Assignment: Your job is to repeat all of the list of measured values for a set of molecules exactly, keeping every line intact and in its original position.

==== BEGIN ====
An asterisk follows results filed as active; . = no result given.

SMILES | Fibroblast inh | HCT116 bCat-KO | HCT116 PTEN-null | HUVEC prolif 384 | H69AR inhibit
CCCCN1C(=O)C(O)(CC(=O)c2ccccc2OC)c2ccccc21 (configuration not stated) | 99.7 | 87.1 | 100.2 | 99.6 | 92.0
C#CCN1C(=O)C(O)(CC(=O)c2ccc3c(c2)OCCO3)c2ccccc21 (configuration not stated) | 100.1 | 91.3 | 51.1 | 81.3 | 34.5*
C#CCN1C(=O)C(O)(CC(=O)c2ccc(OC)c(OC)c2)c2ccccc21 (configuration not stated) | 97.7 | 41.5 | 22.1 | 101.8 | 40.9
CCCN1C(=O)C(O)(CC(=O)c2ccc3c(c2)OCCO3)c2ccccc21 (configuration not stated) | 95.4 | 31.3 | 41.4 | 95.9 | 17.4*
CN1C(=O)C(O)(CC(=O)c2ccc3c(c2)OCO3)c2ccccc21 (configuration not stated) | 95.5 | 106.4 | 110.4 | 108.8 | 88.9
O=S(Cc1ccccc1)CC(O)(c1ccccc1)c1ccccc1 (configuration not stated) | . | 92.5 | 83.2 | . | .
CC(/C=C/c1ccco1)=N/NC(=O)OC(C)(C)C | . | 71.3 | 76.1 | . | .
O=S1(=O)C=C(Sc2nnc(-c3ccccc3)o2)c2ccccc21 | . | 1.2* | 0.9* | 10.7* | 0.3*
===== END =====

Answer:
An asterisk follows results filed as active; . = no result given.

SMILES | Fibroblast inh | HCT116 bCat-KO | HCT116 PTEN-null | HUVEC prolif 384 | H69AR inhibit
CCCCN1C(=O)C(O)(CC(=O)c2ccccc2OC)c2ccccc21 (configuration not stated) | 99.7 | 87.1 | 100.2 | 99.6 | 92.0
C#CCN1C(=O)C(O)(CC(=O)c2ccc3c(c2)OCCO3)c2ccccc21 (configuration not stated) | 100.1 | 91.3 | 51.1 | 81.3 | 34.5*
C#CCN1C(=O)C(O)(CC(=O)c2ccc(OC)c(OC)c2)c2ccccc21 (configuration not stated) | 97.7 | 41.5 | 22.1 | 101.8 | 40.9
CCCN1C(=O)C(O)(CC(=O)c2ccc3c(c2)OCCO3)c2ccccc21 (configuration not stated) | 95.4 | 31.3 | 41.4 | 95.9 | 17.4*
CN1C(=O)C(O)(CC(=O)c2ccc3c(c2)OCO3)c2ccccc21 (configuration not stated) | 95.5 | 106.4 | 110.4 | 108.8 | 88.9
O=S(Cc1ccccc1)CC(O)(c1ccccc1)c1ccccc1 (configuration not stated) | . | 92.5 | 83.2 | . | .
CC(/C=C/c1ccco1)=N/NC(=O)OC(C)(C)C | . | 71.3 | 76.1 | . | .
O=S1(=O)C=C(Sc2nnc(-c3ccccc3)o2)c2ccccc21 | . | 1.2* | 0.9* | 10.7* | 0.3*